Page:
Dawn on Rannoch

D.Y. Cameron, Dawn on Rannoch, c. 1885-1945, oil on canvas, 35.6 cm x 48.3 cm, Glasgow Museums Resource Centre, Glasgow. Image: http://creativecommons.org/licenses/by-nc/4.0/  

In Dawn on Rannoch, David Young Cameron has captured a snapshot of the timeless atmosphere of an ice age landscape. Rannoch Moor is a grand plateau that was once covered by an ice cap that extended over much of western Scotland during the final stages of the end of the last ice age. This final cold stage is called the Younger Dryas Stadial (also known as the Loch Lomond Stadial)[1]. A stadial is a particularly cold phase within an ice age period. The Younger Dryas was an abrupt period of cool temperatures that occurred very rapidly between 12,900 and 11,700 years ago, which saw the regrowth of glaciers across much of upland Britain, including on Rannoch Moor. The ice covering the plateau is known as the Younger Dryas West Highland Icefield. 

Although the date of the ice cap’s deglaciation is contested, it is suggested that approximately 12,000 years ago, when the climate began to change and temperatures rose, the ice melted and carved out the landscape.[2] Since there is impermeable granite underneath Rannoch Moor, water easily collects in pools within the landscape. This allowed for cold and wet conditions on the plateau, with the persistent dampness providing the ideal environment for peat formation. As wetlands developed – first as kettle lakes and then as peatlands, they trapped within their layers their own environmental history.  

We have a detailed record of the early and mid post-glacial landscape from pollen grains trapped within these sediments, thanks to the work of Quaternary scientists Mike Walker and John Lowe. [3]

The pollen record shows that once the ice sheets retreated, dwarf shrubs heaths of Crowberry (Empetrum) and Juniper scrub became established, which was then replaced by Birch, then Birch-Hazel woodland and then forests of Pine-Birch and Pine and Alder.  An example of Birch pollen can be found in Figure 1. Deteriorating climatic conditions resulted in the growth of blanket peat, waterlogging and a gradual decline of trees, leading to the present-day landscape blanket peat and heather moor.

Figure 1: Betula (birch) pollen grain. Image: Gill Plunkett, Queen’s University Belfast, with permission.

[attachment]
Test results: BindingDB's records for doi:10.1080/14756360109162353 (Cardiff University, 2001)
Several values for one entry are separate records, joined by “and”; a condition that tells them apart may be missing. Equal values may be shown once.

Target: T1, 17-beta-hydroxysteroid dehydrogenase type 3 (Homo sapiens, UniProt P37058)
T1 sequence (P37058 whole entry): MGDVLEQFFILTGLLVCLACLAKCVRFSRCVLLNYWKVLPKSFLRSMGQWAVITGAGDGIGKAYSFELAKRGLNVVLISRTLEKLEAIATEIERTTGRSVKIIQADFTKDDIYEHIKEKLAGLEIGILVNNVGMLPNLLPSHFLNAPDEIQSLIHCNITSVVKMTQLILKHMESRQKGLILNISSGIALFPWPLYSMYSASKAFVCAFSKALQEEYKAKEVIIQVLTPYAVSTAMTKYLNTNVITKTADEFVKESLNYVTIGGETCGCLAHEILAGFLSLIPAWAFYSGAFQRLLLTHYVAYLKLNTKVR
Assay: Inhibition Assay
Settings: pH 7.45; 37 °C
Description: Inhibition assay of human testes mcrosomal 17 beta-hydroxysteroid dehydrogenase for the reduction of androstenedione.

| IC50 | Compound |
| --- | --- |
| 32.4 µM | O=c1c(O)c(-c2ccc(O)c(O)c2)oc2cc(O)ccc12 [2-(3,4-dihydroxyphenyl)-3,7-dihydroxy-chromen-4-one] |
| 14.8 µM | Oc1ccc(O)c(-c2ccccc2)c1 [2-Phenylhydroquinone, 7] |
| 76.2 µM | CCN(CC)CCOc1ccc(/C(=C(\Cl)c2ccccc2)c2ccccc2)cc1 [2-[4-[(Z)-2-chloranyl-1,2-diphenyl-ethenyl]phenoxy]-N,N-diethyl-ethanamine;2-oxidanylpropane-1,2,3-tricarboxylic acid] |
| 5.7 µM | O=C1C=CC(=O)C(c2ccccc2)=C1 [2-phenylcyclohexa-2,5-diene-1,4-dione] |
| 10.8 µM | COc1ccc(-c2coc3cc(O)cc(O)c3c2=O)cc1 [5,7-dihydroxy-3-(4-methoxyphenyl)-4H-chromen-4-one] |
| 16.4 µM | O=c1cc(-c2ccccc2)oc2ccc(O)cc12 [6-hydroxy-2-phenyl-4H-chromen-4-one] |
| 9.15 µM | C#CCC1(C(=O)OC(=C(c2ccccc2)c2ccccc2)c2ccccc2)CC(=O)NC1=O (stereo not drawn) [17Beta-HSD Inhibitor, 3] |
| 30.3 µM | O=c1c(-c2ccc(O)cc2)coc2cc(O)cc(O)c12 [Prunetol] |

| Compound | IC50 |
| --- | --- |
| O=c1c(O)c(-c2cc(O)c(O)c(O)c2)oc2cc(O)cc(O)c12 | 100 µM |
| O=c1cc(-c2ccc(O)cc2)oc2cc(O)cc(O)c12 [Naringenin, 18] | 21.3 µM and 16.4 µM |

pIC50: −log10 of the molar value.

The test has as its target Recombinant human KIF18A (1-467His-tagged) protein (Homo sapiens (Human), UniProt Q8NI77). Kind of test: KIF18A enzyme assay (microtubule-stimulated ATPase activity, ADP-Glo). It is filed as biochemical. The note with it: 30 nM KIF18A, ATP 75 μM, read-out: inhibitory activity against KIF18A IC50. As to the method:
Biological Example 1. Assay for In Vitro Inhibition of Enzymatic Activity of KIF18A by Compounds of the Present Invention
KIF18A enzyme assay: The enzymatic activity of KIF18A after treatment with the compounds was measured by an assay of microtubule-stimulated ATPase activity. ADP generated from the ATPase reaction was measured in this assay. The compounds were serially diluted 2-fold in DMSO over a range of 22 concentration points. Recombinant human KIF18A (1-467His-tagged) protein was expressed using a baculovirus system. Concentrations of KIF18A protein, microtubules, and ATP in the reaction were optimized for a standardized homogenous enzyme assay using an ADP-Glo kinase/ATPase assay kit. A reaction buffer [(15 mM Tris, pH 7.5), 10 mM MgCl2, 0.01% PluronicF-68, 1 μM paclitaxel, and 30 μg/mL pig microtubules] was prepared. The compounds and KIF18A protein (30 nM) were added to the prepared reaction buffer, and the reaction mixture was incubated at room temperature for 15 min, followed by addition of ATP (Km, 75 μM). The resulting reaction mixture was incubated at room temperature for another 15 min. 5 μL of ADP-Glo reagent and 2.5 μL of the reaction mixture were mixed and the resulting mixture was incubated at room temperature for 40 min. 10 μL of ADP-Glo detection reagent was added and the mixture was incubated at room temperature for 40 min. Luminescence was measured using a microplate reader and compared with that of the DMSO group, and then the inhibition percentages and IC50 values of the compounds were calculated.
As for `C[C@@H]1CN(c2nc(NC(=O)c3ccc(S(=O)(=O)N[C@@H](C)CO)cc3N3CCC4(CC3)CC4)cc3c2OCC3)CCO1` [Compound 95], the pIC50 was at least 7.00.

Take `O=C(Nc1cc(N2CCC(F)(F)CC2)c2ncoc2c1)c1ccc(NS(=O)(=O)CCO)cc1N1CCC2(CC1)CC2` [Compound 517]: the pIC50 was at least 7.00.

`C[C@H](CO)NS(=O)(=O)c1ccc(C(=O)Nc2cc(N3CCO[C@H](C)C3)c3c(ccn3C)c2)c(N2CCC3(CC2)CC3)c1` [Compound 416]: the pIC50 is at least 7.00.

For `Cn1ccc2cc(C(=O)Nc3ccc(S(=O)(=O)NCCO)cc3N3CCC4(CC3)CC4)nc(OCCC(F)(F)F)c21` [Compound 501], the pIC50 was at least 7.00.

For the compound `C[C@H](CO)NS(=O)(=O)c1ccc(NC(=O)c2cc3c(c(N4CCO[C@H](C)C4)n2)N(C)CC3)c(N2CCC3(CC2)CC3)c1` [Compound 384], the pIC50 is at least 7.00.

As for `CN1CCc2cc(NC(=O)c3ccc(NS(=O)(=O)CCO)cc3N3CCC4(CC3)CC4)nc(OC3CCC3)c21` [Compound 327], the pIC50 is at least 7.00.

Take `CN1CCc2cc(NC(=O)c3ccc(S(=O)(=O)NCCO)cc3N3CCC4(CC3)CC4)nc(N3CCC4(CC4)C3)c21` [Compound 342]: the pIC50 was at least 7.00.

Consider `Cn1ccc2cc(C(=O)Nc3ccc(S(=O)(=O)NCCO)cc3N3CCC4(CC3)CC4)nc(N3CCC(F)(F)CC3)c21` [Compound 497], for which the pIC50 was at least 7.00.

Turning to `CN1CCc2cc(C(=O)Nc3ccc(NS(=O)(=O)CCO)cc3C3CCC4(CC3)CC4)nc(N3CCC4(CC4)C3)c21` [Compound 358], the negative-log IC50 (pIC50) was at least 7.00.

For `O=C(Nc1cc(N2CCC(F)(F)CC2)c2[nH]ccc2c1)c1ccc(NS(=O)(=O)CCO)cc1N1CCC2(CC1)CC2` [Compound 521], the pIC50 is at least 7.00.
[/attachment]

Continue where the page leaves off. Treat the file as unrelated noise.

Over time, as the peat spread across the plateau, it ultimately formed the largest area of blanket bog in Britain, with Rannoch Moor being 82% water or bog.[4] The grand upland landscape is therefore not an unsurprising subject for Cameron to portray in his mystical scene. 

Whereas Cameron may not have directly intended to emphasise a post-glacial landscape, he has certainly captured the conditions that are indicative of an early-Holocene tundra environment, as the landscape appears cold and lacking in vegetation. Having studied at the Glasgow School of Art and the Edinburgh College of Art in the late nineteenth century, Cameron had witnessed the respected tradition of landscape painting in Scotland and would have been very familiar with the celebrated paintings of JMW Turner and Horatio McCulloch. Dawn on Rannoch, however, differs from traditional romantic scenes of dramatic landscapes and severe weather, as it captures a unique ambiance of the space. The bright sunrise in this painting casts a shadow over the hills, which is not theatrical but instead candid, and the restrained colour palette suggests the stillness of dawn. Cameron has captured a snapshot of Rannoch Moor within a specific moment in time, creating a unique and atmospheric portrayal of this great peatland landscape. The photograph shown in Fig 2, taken at Moonrise captures a similar evocative feel, whilst Fig 3 provides a sense of majesty of this iconic landscape. 

Holly Mullins and Nicki Whitehouse

Figure 2: Moonrise, Rannoch Moor, Scotland. “Moonrise ~ Rannoch Moor, Scotland” by Martin Sojka .. www.VisualEscap.es is licensed with CC BY-NC-SA 2.0. To view a copy of this license, visit https://creativecommons.org/licenses/by-nc-sa/2.0/
Figure 3: Blackmount, Rannoch Moor, Scotland. “Blackmount – Rannoch Moor – Scotland” by Bill Higham is licensed with CC BY-NC-ND 2.0. To view a copy of this license, visit https://creativecommons.org/licenses/by-nc-nd/2.0/

[1] An excellent source on the Younger Dryas may be found here: http://www.antarcticglaciers.org/glacial-geology/british-irish-ice-sheet/younger-dryas-loch-lomond-stadial/

[2] J.D. Peacock & J. Rose, “Was the Younger Dryas (Loch Lomond Stadial) icefield on Rannoch Moor, western Scotland, deglaciated as early as c.12.5 cal ka BP?,” Proceedings of the Geologists’ Association 128, no. 2 (2017). 173-179. https://www.sciencedirect.com/science/article/pii/S0016787817300238#fig0005

[3] M.J.C. Walker and J.J.Lowe, “Postglacial environmental history of Rannoch Moor, Scotland. I. Three Pollen diagrams from the Kingshouse Area. Journal of Biogeography 4, no. 4 (1977), 333-351.

[4] Helen Rawling, “Rannoch Moor Viewpoint,” Discovering Britain (2016). https://www.discoveringbritain.org/content/discoveringbritain/viewpoint%20pdfs/Rannoch%20Moor%20viewpoint.pdf.